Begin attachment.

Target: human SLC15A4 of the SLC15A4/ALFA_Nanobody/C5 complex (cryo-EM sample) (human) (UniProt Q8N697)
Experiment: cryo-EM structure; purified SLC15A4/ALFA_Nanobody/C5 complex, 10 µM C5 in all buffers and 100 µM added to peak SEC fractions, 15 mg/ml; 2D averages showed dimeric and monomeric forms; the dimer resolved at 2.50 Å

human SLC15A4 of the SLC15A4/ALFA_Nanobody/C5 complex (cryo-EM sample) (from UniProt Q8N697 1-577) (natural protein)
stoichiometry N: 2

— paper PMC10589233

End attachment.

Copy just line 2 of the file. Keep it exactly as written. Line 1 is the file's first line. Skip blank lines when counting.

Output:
Experiment: cryo-EM structure; purified SLC15A4/ALFA_Nanobody/C5 complex, 10 µM C5 in all buffers and 100 µM added to peak SEC fractions, 15 mg/ml; 2D averages showed dimeric and monomeric forms; the dimer resolved at 2.50 Å